Jesus doesn’t simply speak the truth, He IS the Truth. Our age is as cynical as Pontius Pilate who stared at Jesus and sneered, “What is truth?” We live in an age where truth is malleable, a wax nose, a plastic, elastic concept that can be bent around our whims and wishes. We no longer believe in truth in any absolute sense, as though something could be true in itself. For our age, truth is all relative. What is true for you is true for you, and what is true for me is true for me. It’s all really a matter of opinion, which is why we decide what is true by straw polls and votes. And, of course, the majority is always right, right?
Jesus is the Truth. The absolute Truth. The Truth beyond which there is no further truth, and the Truth to which all truths point. He is Truth enfleshed in our humanity. There is nothing false in Him. He is the antidote to the Lie that poisoned our humanity and drove us into the wilderness of Sin and Death. He is the Truth of God’s love for the world, His passion to save, His mercy toward sinners.
Jesus is the Life. He is the creator of life and He Himself is Life. His words are Spirit and they are Life. He is the Life that enlivens every living thing. He is the Life that Death itself cannot overcome. Jesus goes into Death and Death must surrender the spoils. It takes God in the Flesh to do this. No one else can. And so there is no other Way but Jesus who is the Way. There is no other door that leads to life with God than the narrow door of His death and resurrection. There is no other Truth than the words of truth that come from Jesus, words that Jesus speaks not on His own authority but with the authority of the Father Himself as the apostle of the Father. The Father sends the Son, the Son sends the Spirit, and you are on the blessed receiving end of the speaking. You hear the words of the One who is the Way, the Truth, and the Life, and in hearing you are set on the Way, the Truth is revealed to you, and you have Life.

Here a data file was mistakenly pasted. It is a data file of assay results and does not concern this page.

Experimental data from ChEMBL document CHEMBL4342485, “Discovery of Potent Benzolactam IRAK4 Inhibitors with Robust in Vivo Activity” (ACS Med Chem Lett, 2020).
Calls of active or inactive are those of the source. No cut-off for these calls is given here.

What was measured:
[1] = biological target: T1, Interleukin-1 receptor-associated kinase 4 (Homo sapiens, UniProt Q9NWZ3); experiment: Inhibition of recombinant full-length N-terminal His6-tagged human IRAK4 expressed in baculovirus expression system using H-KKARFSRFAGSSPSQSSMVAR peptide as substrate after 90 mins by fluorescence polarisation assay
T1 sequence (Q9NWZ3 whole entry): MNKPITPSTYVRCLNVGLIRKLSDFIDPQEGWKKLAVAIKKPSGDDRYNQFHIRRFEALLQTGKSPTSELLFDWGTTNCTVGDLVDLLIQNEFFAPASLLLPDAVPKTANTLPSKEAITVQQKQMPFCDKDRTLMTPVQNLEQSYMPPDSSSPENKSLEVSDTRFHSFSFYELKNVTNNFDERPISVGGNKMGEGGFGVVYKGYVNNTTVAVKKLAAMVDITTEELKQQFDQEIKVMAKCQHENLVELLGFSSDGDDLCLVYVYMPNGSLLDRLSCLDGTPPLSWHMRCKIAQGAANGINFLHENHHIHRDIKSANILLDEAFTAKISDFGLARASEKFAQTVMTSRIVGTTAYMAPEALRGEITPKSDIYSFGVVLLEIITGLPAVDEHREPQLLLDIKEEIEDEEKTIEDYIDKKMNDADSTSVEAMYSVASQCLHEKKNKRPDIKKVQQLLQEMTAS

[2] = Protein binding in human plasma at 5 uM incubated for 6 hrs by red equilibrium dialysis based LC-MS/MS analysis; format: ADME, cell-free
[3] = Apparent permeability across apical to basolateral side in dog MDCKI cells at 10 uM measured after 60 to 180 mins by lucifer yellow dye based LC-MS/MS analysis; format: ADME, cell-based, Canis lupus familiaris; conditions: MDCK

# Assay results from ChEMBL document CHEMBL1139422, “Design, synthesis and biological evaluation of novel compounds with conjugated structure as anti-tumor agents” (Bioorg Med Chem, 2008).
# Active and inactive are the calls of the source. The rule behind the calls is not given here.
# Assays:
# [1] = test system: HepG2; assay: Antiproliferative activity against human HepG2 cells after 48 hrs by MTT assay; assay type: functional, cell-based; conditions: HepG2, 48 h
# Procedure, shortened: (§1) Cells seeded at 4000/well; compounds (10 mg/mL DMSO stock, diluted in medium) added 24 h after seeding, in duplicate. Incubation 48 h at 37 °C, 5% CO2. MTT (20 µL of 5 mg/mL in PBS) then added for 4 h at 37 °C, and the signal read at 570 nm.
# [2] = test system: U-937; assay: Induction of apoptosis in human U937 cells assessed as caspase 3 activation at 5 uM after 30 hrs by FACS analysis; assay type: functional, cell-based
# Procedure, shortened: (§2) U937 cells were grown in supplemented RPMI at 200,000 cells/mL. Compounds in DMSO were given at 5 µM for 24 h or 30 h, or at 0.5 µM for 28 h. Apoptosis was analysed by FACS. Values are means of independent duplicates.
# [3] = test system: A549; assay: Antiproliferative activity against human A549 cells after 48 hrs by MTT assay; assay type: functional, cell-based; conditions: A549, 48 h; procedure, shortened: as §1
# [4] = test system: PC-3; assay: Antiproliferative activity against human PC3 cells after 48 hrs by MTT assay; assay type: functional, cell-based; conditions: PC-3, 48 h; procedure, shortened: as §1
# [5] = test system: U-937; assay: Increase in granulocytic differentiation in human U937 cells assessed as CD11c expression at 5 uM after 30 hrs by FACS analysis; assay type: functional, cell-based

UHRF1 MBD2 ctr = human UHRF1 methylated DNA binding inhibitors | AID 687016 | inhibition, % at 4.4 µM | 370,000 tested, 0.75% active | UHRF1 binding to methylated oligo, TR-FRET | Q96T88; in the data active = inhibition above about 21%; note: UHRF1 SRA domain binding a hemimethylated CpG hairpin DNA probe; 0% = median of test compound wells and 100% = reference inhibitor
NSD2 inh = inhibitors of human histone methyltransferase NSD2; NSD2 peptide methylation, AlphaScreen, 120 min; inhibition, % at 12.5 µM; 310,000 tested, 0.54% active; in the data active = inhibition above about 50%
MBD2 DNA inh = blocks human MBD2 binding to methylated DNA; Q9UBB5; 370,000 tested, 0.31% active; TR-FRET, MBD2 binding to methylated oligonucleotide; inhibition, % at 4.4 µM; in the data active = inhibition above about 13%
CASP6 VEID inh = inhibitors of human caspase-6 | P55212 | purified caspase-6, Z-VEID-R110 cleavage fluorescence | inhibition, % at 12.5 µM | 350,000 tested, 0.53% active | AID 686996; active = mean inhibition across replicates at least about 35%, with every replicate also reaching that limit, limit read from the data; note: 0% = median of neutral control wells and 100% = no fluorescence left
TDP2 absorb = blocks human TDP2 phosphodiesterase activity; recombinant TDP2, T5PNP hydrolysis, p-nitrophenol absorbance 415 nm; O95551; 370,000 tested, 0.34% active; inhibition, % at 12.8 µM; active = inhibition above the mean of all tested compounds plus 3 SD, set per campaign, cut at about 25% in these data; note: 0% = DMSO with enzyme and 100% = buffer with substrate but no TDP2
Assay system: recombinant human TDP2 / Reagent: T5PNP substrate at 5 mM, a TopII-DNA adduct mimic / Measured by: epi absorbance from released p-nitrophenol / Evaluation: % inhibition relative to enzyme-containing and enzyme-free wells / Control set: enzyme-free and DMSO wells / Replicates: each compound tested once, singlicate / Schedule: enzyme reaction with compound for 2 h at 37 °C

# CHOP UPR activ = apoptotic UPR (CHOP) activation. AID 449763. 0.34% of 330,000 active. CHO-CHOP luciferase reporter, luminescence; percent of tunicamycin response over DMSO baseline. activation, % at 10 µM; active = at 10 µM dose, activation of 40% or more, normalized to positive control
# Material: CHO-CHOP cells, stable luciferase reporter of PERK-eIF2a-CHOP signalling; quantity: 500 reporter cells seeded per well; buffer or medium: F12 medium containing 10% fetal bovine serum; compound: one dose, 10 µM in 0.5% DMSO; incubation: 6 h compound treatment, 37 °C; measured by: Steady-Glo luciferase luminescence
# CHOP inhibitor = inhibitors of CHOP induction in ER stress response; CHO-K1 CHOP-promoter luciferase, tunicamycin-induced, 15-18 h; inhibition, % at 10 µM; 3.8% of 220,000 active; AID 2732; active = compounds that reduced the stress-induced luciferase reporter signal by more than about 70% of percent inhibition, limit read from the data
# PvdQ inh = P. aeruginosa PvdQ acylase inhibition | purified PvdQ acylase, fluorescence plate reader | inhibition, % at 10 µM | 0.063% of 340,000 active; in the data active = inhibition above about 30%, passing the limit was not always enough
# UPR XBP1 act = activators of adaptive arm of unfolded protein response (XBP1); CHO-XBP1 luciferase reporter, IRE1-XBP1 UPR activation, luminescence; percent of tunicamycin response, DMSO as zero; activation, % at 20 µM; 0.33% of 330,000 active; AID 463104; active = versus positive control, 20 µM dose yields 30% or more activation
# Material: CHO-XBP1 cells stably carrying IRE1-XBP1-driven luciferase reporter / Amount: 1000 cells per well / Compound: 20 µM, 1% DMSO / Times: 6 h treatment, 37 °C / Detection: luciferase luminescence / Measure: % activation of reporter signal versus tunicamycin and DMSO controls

Let not your hearts be troubled. Is your heart troubled? By your past, by your present, by your future? By your sins, your failings, your death? Whatever the cause of the trouble, whatever the anxiety or terror or fear, trust the Father, trust Jesus His Son. Jesus has gone the way of death and resurrection to glory and has brought you along with Him in His humanity. You are baptized. You are a chosen people, a royal priesthood, a holy nation, God’s treasured possession. You are a part of the body of Christ, you are a member of the household of God, you are a priest in the royal priesthood of Jesus. He’s gone to prepare a place for you. He will raise you from the dead on the Last Day so that where He is you also will be. In Him you are already there.
You have a place. You have a home. In Jesus, you are never lost, but always found. In Jesus, you are never dead, but always alive. He is the Way, the Truth, the Life. He and no other. Trust Him.
In the Name of Jesus,